As a Real Estate Agent in South Florida I’ve been involved in several transactions involving people who had just lost a spouse. I always try to act particularly considerate in these cases, however, that has not always been the case with my clients. One deal I remember especially involved a woman who had just lost her husband of many years, was now selling their house to downsize, move into a one bedroom condo.
I was representing two brothers, thought they were big time investors, looking to purchase rental properties. We looked at the home, and talking outside afterwards one brother told the other the woman was fragile. We made a reasonable offer, which was accepted. Then the two brothers insisted the widow also pay for their Title Insurance. The contract was already signed, however, my Buyers refused to fulfill the terms of their signed agreement unless the woman conceded. It was around $1,900. I felt terrible explaining this to the Listing Agent. Ultimately the woman acquiesced. After that I refused to have anything to do with those Buyers, who were just too low rent, big-talking wheeler-dealers who wouldn’t live up to their signed agreement unless the fragile widow woman coughed up an extra $1,900.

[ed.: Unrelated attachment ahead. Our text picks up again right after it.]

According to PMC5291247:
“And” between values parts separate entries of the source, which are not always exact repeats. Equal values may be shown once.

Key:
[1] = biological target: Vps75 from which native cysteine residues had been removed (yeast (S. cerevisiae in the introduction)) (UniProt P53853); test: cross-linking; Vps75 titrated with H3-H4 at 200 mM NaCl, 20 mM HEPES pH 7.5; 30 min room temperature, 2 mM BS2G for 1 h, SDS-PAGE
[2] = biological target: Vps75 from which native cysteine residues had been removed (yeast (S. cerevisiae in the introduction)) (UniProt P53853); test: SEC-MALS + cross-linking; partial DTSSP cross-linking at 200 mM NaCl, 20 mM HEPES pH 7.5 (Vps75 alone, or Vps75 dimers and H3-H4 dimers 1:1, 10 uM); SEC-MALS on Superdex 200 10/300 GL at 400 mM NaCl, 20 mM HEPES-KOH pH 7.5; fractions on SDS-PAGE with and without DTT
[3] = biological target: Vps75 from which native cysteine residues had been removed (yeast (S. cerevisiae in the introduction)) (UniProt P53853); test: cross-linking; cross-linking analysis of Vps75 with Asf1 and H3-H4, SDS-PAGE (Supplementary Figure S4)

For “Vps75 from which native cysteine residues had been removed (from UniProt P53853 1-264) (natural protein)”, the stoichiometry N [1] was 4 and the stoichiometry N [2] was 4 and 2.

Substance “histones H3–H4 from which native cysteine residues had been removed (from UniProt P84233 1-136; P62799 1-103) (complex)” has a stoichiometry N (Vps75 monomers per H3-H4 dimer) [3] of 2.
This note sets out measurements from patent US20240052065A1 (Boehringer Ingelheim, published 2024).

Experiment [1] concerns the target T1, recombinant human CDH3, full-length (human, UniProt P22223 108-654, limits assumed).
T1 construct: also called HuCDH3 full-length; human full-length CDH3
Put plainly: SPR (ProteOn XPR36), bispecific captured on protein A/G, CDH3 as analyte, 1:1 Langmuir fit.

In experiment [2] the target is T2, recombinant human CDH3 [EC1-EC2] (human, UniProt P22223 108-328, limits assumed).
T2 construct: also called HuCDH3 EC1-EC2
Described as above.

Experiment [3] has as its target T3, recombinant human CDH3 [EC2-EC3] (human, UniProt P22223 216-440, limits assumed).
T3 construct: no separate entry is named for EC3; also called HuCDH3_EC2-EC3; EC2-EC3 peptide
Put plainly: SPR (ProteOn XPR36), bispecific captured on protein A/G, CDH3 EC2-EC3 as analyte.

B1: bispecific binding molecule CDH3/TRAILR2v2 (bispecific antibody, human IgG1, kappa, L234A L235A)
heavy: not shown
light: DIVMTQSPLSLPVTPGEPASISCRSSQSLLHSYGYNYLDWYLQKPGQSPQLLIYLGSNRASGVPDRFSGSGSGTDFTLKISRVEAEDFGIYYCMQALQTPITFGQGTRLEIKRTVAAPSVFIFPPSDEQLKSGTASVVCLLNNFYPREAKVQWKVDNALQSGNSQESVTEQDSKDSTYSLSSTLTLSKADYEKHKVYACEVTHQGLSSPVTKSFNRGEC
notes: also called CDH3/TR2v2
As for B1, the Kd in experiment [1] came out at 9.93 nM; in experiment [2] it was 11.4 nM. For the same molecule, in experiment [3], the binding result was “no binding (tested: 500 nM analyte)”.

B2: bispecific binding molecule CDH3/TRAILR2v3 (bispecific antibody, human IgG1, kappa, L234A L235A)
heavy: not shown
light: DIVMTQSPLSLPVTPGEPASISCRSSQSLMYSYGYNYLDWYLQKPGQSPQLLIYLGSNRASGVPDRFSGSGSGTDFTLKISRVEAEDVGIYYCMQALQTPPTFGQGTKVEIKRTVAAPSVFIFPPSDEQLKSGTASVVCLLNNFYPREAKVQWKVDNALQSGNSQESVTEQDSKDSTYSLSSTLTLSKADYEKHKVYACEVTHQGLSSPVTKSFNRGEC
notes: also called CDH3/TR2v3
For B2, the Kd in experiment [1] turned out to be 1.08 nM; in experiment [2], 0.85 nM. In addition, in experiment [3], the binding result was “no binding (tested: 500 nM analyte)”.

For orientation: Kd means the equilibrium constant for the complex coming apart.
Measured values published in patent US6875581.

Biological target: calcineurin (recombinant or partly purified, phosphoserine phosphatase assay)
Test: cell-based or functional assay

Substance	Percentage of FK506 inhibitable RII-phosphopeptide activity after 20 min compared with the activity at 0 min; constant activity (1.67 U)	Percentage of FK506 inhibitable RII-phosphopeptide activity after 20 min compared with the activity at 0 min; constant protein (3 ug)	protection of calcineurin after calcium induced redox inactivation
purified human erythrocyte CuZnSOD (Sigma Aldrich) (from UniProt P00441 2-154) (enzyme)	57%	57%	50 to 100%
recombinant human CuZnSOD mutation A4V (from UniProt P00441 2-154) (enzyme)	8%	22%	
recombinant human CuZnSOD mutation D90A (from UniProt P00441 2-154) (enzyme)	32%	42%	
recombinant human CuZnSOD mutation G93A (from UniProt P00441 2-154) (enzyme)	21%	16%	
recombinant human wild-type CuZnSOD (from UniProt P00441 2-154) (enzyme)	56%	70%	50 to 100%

Interestingly enough, I’d had prior experience with one of these brothers. He had a signed contract to purchase a luxury oceanfront townhome for $900,000. The deal fell apart when he tried to squeeze that Seller out of an extra $30,000 based on a ridiculous Inspection Report. That Seller did not fall for it. My guy called me back a few days later, said he’d buy the property anyway, but it was already under contract to someone else. Recently, the townhome right next door to that unit sold for $1.8 Million. Now that’s some smart investing.